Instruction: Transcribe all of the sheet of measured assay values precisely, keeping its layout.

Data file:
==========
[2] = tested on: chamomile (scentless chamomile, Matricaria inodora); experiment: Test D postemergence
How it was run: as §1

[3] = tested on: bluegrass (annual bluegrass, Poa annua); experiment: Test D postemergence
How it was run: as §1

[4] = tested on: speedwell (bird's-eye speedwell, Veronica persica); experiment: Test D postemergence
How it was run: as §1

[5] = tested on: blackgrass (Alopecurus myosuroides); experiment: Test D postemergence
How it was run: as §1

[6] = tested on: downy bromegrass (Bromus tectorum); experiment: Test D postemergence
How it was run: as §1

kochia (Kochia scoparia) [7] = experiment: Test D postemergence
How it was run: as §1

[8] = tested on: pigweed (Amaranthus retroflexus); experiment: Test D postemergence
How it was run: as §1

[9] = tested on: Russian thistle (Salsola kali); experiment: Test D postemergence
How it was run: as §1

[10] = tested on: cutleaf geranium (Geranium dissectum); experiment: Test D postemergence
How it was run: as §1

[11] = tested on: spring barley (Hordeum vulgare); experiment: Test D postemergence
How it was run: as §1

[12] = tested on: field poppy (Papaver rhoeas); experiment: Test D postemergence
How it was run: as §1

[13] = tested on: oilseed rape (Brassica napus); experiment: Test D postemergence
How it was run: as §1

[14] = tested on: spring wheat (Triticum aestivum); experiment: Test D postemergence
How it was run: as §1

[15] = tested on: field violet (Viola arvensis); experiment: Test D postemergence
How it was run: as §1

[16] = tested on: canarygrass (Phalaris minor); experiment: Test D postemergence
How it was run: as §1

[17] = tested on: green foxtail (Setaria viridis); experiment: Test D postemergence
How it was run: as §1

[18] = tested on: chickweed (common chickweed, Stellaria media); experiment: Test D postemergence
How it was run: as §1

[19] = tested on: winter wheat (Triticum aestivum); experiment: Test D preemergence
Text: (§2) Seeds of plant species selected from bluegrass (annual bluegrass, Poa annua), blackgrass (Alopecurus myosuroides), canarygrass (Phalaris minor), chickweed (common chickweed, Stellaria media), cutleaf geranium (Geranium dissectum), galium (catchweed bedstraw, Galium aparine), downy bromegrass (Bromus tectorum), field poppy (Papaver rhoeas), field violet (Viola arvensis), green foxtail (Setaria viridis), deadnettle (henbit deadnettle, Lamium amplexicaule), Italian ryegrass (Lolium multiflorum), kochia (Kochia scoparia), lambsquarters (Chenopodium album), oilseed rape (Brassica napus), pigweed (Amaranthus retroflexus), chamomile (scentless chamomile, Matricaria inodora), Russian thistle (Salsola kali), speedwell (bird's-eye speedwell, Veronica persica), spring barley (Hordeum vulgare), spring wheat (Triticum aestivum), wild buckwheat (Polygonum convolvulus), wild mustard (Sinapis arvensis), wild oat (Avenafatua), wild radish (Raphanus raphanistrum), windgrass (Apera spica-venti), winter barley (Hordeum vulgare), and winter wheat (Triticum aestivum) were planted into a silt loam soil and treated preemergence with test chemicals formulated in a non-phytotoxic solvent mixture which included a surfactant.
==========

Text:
[2] = tested on: chamomile (scentless chamomile, Matricaria inodora); experiment: Test D postemergence
How it was run: as §1

[3] = tested on: bluegrass (annual bluegrass, Poa annua); experiment: Test D postemergence
How it was run: as §1

[4] = tested on: speedwell (bird's-eye speedwell, Veronica persica); experiment: Test D postemergence
How it was run: as §1

[5] = tested on: blackgrass (Alopecurus myosuroides); experiment: Test D postemergence
How it was run: as §1

[6] = tested on: downy bromegrass (Bromus tectorum); experiment: Test D postemergence
How it was run: as §1

kochia (Kochia scoparia) [7] = experiment: Test D postemergence
How it was run: as §1

[8] = tested on: pigweed (Amaranthus retroflexus); experiment: Test D postemergence
How it was run: as §1

[9] = tested on: Russian thistle (Salsola kali); experiment: Test D postemergence
How it was run: as §1

[10] = tested on: cutleaf geranium (Geranium dissectum); experiment: Test D postemergence
How it was run: as §1

[11] = tested on: spring barley (Hordeum vulgare); experiment: Test D postemergence
How it was run: as §1

[12] = tested on: field poppy (Papaver rhoeas); experiment: Test D postemergence
How it was run: as §1

[13] = tested on: oilseed rape (Brassica napus); experiment: Test D postemergence
How it was run: as §1

[14] = tested on: spring wheat (Triticum aestivum); experiment: Test D postemergence
How it was run: as §1

[15] = tested on: field violet (Viola arvensis); experiment: Test D postemergence
How it was run: as §1

[16] = tested on: canarygrass (Phalaris minor); experiment: Test D postemergence
How it was run: as §1

[17] = tested on: green foxtail (Setaria viridis); experiment: Test D postemergence
How it was run: as §1

[18] = tested on: chickweed (common chickweed, Stellaria media); experiment: Test D postemergence
How it was run: as §1

[19] = tested on: winter wheat (Triticum aestivum); experiment: Test D preemergence
Text: (§2) Seeds of plant species selected from bluegrass (annual bluegrass, Poa annua), blackgrass (Alopecurus myosuroides), canarygrass (Phalaris minor), chickweed (common chickweed, Stellaria media), cutleaf geranium (Geranium dissectum), galium (catchweed bedstraw, Galium aparine), downy bromegrass (Bromus tectorum), field poppy (Papaver rhoeas), field violet (Viola arvensis), green foxtail (Setaria viridis), deadnettle (henbit deadnettle, Lamium amplexicaule), Italian ryegrass (Lolium multiflorum), kochia (Kochia scoparia), lambsquarters (Chenopodium album), oilseed rape (Brassica napus), pigweed (Amaranthus retroflexus), chamomile (scentless chamomile, Matricaria inodora), Russian thistle (Salsola kali), speedwell (bird's-eye speedwell, Veronica persica), spring barley (Hordeum vulgare), spring wheat (Triticum aestivum), wild buckwheat (Polygonum convolvulus), wild mustard (Sinapis arvensis), wild oat (Avenafatua), wild radish (Raphanus raphanistrum), windgrass (Apera spica-venti), winter barley (Hordeum vulgare), and winter wheat (Triticum aestivum) were planted into a silt loam soil and treated preemergence with test chemicals formulated in a non-phytotoxic solvent mixture which included a surfactant.